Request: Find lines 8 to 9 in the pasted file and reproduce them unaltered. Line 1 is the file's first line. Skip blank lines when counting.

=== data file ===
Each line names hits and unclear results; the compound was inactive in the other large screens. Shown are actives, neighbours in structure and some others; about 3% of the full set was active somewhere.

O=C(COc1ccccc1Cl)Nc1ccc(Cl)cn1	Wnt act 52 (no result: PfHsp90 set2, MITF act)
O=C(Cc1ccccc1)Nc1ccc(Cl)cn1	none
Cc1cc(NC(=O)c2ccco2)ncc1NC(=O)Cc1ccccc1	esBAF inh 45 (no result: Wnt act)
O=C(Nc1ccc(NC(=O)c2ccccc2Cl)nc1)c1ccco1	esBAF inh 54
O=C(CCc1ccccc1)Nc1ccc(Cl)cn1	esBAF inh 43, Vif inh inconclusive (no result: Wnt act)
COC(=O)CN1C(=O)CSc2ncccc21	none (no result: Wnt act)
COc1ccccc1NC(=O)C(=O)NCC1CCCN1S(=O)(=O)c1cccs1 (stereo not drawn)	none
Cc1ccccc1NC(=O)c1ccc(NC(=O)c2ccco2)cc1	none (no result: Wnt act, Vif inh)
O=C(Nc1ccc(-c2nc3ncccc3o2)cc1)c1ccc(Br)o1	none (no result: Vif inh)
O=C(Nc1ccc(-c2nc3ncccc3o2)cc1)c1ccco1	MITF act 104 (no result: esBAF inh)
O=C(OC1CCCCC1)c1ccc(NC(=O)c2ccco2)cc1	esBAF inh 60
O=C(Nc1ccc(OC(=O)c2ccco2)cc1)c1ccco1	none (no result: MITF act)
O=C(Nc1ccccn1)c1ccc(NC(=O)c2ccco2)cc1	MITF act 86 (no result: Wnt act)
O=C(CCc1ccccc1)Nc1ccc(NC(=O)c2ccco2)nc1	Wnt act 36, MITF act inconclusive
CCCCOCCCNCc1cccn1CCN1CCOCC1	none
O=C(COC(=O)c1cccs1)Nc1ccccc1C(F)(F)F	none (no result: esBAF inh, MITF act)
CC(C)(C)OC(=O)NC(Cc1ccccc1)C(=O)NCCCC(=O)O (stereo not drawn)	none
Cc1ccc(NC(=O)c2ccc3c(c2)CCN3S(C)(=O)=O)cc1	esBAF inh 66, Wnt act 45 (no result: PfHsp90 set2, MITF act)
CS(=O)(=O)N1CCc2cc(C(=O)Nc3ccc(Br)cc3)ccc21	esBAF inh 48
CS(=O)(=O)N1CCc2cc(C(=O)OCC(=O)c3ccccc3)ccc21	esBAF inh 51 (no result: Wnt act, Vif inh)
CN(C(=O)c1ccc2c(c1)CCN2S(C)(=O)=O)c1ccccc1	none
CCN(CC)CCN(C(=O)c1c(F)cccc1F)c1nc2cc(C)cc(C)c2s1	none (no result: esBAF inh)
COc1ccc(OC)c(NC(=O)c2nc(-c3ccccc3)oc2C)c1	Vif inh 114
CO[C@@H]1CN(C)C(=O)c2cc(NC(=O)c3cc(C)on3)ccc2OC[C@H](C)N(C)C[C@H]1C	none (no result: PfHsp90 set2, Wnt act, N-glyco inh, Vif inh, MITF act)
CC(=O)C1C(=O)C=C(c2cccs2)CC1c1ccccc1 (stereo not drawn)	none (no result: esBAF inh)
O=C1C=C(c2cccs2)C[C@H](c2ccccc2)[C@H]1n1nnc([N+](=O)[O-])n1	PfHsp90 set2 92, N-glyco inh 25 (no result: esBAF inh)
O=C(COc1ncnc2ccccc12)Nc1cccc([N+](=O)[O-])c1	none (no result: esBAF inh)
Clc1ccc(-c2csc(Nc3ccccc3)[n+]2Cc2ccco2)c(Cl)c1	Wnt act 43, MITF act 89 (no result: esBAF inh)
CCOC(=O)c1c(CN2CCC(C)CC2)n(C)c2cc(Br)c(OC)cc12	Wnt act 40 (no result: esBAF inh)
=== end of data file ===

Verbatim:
COc1ccccc1NC(=O)C(=O)NCC1CCCN1S(=O)(=O)c1cccs1 (stereo not drawn)	none
Cc1ccccc1NC(=O)c1ccc(NC(=O)c2ccco2)cc1	none (no result: Wnt act, Vif inh)